Heartburn Drug May Relieve Severe Asthma
Benefits of Prevacid confined to those taking several asthma drugs
MONDAY, Oct. 21, 2002 (HealthDayNews) -- People suffering from severe asthma as well as acid reflux disease might find the medicine they take for the reflux provides some crossover relief for their breathing problems.
In a double-blind, six-month study of 207 asthma and acid reflux sufferers, those patients who took daily acid-reducing medicine along with their asthma medicine had fewer severe asthma attacks and an improvement in their quality of life, says Dr. Michael Littner, a professor of medicine at University of California in Los Angeles and the study's lead author.
"Those patients with asthma and acid reflux symptoms who were taking two maintenance medicines, such as inhaled corticosteroids and long-acting beta-2 agonists, for asthma as well as lansoprazole had a significant, clinically important improvement," says Littner, who reported the findings today at the American College of Gastroenterology's annual meeting in Seattle.
Lansoprazole is a category of drug called a proton pump inhibitor (PPI), which inhibits the production of stomach acid and is used in treating acid reflux disease. Tap Pharmaceutical Products Inc. manufactures lansoprazole under the name Prevacid, and was the sponsor of the study.
The benefits, Littner says, were that those on lansoprazole reported fewer severe asthma attacks, called exacerbations, than did those who took a placebo.
"In the emotions domain of the questionnaires they filled out, they reported a better sense of general well-being," he adds.
The improvements, though, were seen only in those with severe asthma, which was defined in the study as patients who took more than one long-term maintenance medication for their disease. Study participants who took only one asthma medicine showed no improvement in their asthma with the lansoprazole.
Dr. Timothy Wang, chief of gastroenterology at the University of Massachusetts Medical School, says asthma and gastroesophageal reflux disease (GERD) seem to be closely linked, with each one leading to the worsening of the other. He also says there may be a small subgroup of asthma patients who are helped by taking acid inhibitors, but most patients will show no benefit.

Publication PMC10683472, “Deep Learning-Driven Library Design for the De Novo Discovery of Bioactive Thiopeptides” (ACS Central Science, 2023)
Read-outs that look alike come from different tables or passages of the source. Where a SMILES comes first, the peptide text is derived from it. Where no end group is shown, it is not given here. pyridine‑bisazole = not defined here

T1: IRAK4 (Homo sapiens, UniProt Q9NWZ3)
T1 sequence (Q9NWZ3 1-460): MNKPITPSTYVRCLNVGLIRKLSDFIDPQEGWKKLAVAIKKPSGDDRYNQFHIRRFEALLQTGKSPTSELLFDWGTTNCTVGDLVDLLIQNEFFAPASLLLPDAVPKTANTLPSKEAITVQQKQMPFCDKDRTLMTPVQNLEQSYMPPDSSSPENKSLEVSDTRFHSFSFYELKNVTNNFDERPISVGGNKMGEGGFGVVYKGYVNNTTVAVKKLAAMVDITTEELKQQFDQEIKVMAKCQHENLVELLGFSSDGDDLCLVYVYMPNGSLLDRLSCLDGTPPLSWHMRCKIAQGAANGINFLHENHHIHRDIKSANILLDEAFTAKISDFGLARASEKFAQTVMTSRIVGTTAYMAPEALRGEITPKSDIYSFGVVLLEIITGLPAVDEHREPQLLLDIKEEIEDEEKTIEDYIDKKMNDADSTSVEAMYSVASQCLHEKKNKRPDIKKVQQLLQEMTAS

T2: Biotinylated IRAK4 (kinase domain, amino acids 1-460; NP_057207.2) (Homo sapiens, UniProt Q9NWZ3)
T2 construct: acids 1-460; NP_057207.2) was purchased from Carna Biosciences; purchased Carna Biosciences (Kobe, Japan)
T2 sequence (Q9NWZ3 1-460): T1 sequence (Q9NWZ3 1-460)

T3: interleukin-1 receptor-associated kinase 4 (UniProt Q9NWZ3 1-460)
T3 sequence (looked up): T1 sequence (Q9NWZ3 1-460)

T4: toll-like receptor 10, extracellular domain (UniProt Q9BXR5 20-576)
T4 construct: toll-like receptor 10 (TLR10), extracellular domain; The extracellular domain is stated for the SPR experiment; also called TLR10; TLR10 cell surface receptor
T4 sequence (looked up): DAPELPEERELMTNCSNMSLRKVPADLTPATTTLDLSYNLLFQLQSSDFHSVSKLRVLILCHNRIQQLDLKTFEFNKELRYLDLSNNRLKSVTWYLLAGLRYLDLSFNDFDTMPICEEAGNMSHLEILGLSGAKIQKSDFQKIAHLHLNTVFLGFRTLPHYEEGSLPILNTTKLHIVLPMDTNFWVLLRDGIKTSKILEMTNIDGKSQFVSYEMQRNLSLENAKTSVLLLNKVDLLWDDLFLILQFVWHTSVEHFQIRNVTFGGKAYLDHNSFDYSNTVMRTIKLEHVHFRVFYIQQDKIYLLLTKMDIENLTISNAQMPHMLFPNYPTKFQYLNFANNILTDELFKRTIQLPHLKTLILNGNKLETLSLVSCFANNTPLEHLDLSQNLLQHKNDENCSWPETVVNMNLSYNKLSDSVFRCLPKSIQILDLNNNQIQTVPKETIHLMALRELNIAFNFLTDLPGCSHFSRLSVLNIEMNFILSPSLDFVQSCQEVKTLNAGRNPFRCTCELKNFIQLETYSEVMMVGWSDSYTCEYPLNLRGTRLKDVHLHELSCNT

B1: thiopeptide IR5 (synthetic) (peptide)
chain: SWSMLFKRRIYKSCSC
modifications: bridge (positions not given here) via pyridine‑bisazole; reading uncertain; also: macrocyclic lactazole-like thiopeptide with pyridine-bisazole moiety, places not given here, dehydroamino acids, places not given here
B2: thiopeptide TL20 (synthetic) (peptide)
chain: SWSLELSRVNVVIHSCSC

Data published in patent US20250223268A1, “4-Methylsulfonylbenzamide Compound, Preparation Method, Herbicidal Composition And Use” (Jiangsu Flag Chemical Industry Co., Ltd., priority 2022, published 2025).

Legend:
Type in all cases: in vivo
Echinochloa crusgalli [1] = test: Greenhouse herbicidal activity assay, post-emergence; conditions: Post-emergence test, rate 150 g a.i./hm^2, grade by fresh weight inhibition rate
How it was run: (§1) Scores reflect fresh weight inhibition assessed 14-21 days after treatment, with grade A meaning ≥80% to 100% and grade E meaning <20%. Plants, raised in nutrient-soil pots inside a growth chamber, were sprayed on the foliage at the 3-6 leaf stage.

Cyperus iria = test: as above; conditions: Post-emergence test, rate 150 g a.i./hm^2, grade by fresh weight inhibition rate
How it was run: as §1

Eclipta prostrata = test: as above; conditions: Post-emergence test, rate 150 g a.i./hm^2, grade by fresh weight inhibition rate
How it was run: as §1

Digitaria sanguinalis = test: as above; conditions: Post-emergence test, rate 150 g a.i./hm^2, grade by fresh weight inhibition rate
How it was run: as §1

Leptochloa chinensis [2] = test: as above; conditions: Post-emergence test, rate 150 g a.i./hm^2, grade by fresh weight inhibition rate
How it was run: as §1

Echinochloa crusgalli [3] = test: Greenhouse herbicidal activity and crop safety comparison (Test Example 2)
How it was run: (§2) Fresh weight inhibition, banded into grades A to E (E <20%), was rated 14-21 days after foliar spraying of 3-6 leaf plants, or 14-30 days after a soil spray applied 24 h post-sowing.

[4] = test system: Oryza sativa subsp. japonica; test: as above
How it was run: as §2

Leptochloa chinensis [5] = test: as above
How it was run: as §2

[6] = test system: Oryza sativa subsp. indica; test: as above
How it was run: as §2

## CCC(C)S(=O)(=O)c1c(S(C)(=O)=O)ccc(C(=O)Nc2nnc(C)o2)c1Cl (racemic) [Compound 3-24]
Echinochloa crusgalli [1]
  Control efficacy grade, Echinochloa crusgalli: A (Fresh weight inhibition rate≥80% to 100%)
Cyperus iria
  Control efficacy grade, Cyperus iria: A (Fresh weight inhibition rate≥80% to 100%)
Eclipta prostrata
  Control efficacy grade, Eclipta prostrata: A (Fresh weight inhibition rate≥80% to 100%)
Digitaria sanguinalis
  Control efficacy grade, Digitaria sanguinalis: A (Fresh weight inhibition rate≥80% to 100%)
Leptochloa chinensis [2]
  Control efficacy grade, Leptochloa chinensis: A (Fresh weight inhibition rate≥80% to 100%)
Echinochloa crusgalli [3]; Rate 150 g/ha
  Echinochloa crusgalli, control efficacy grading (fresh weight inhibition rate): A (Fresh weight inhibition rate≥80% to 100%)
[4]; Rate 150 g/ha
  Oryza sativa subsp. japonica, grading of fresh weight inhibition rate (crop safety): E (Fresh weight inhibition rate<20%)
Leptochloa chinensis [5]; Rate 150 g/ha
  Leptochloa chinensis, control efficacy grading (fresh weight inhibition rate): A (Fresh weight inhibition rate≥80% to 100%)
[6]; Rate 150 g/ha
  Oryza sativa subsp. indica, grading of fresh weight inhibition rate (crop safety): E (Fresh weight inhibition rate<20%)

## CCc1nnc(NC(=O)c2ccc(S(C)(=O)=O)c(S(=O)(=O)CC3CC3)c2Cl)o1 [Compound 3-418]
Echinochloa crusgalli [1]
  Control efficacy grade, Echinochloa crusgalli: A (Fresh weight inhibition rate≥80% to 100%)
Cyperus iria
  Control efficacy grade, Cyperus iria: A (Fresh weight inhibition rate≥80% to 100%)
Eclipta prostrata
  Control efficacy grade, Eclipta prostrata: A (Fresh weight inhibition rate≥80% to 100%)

While this study has the advantage of being a randomized, double-blind study, he says "since all these patients had acid reflux disease in addition to asthma, they should have been taking the acid reflux medicine anyway, regardless of their asthma."
Littner responds that the study participants had not been taking PPIs on a daily basis before the study. Asthma sufferers who were already taking daily PPI medication were not included in the study because if they were getting relief, the doctors did not want to take them off their medicines and put them on a placebo.
"The patients in the study were those who thought their heartburn was being controlled by occasional antacids. When they were having a pizza, they'd take an antacid, or maybe a PPI, but normally did not take daily medications for reflux symptoms," he says.
In the 24-week study, 207 regular asthma patients, recruited from 32 medical centers throughout the country, were divided into two groups -- one taking 30 milligrams daily of Prevacid, and the other taking a placebo. About half of the patients took more than one asthma medication, and they were divided equally between the Prevacid and placebo groups.
What To Do
A fact sheet about asthma can be found at the American Lung Association. The National Digestive Diseases Information Clearing House has equally thorough information about gastroesophageal reflux disease.